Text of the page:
Robbies Boat Yard = LN 24° 33.4 - W 81° 44.1 Fort Jefferson = LN 24° 37.7 - W 82° 52.4
One of the golden cruising rules for sailing anywhere you’ve not been to before, especially when its going to include tricky shallow entry depths… is do arrive during daylight hours, allowing plenty of time for safest docking or anchorage.
As it was my first time sailing the Caribbean, and I assumed the role of Ventenar navigator/weather girl… reading all I could local pilot guide wise was another worthy investment.
The weather was a tad surprising, for the days we were locked onshore at Key West. The pattern seemed to be 2-3 days of stormy squalls, followed by a couple of days of more stable sunshine… then repeat as necessary. Not the 24/7 Florida sunshine you see copiously advertised on all the holiday brochures! Mucho humidity was a given, which took a Devon belle such as myself at least a couple of weeks to properly physically adjust to. Mega bottled water consumption became a daily routine.
The day we departed was one of squally showers and the occasional thunderstorm - mainly sans lighting - not a good look on a lone sailboat. We left on the back of the worst of it that had punched through for a few days or so post Xmas frolics. A late afternoon slip from the mooring which would see us arriving at the Dry Tortugas the following daytime, critical for a boat and crew keen to weave safely through the considerable shoals and reefs in the area, during a window of more clement weather.
The prevailing conditions still made for an ultra quick crossing with winds averaging the mid 20knts range… but the angles were great for reaching, a Catamarans true forte… Dawn was around 5:30am, though with the lingering dank dull grey skies, we opted for a slightly longer run so as we could sling in a tack and then head 6:00am track into the final shallow bay with a wooden posted marked approach channel that terminates just in front of the red bricked splendour of Fort Jefferson…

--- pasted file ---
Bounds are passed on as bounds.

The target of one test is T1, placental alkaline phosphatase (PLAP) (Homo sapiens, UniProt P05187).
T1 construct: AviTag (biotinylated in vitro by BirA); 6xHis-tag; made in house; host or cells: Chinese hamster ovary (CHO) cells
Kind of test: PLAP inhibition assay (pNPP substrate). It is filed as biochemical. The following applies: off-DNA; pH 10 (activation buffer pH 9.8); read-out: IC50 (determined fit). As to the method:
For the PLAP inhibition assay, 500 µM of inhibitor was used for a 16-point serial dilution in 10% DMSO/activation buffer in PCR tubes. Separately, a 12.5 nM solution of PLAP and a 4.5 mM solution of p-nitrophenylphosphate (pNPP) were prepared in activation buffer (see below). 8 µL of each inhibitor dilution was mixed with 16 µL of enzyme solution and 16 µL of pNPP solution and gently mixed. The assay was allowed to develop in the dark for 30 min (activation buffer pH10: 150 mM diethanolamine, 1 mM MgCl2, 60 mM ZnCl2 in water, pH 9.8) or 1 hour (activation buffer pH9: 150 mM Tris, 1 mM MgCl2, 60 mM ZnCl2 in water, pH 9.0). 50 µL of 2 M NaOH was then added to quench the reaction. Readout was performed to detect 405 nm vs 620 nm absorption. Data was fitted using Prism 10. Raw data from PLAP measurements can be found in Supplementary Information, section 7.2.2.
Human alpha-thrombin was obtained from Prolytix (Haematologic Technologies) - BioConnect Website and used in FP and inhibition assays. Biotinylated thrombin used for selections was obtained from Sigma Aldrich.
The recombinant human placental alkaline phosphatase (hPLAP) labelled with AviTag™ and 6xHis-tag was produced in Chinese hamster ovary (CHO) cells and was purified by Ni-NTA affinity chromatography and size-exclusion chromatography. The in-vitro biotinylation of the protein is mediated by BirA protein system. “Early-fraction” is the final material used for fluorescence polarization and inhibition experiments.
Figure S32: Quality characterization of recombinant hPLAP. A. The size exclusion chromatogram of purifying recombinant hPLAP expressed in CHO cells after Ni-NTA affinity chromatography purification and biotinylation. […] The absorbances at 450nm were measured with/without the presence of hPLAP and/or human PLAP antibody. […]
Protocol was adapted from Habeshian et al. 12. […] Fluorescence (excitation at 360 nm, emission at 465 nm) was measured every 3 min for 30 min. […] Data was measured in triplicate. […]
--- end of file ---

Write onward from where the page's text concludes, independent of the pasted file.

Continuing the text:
Another smart move is to keep at least with reef one, set in on the main sail during night passages, unless you’re 110% sure that light air is going to prevail with you until till dawn. This keeps the pressure off both the lone crew on watch, and yacht speeds calmer. Galloping chaos is better saved for wide-awake mariners during daylight hours!! SV Ventenar has a modified FP Belize rig allowing for three reef points in the main.
This first voyage one night’s sail was a very good way to shake down the whole fledgling Globe Hacker team allowing them to gently slip into the routine of night watch mode. Three mariners means 4hr shifts, split 8pm to Midnight, Midnight to 4:00am, then 4:00am to 8:00am… allowing the crew to spend most of the daylight hours together. Shootin’ the breeze, gibing and all that jazz.
A few nautical miles offshore the Fort channel it’s prudent, polite and indeed necessary to log in with the on-duty Rangers, who act as harbourmasters… via VHF channel 16, mush as you do on final departure.
And as there are no services at all onshore at the fort, you need to have enough food, fuel, water and provisions onboard to cover your stay in total and beyond, making safe transit and docking to a more conventional marina or finish location, for us this was Marina Hemingway near Havana, Cuba. However the Ferry that arrives most days from Key West has a canteen and showers on the back that can be used by cruisers for a small fee.
It’s a very interesting and historic stop place for a few days, and the moored cruisers social side over New Year’s Eve worked very well for us. Another Brit’ crew we met sailed over to Cuba at the same time as ourselves.
For those heading westward from the central Caribbean up the eastern USA seaboard, it is a very welcome rest point and shelter too.